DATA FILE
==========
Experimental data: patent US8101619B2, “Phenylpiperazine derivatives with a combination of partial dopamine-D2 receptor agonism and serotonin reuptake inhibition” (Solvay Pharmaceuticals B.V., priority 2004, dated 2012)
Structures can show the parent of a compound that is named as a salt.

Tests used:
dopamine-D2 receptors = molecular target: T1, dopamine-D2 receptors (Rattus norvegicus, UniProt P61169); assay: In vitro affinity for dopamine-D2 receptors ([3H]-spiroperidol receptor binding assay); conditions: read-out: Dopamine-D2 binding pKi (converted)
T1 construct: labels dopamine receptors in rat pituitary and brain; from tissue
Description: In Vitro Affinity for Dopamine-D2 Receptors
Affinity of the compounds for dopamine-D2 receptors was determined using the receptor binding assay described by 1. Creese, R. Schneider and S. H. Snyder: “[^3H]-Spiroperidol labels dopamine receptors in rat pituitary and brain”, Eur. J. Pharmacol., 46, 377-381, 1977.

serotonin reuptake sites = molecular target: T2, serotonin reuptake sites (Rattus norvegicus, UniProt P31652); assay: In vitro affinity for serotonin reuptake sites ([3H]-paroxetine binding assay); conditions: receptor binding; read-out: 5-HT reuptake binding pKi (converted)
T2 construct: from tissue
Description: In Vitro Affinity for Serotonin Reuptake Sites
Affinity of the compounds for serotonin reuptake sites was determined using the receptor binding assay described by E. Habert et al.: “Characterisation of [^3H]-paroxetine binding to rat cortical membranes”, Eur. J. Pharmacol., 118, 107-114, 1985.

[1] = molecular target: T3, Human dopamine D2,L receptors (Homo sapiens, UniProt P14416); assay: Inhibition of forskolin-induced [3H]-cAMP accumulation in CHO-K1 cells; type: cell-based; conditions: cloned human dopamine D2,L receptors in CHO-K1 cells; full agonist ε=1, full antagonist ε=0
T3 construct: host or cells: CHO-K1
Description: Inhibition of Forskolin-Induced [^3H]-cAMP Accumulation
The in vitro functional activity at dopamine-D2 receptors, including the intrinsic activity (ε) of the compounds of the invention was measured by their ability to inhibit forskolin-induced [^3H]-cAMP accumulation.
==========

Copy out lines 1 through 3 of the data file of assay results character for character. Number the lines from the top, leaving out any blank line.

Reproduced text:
Experimental data: patent US8101619B2, “Phenylpiperazine derivatives with a combination of partial dopamine-D2 receptor agonism and serotonin reuptake inhibition” (Solvay Pharmaceuticals B.V., priority 2004, dated 2012)
Structures can show the parent of a compound that is named as a salt.

Tests used: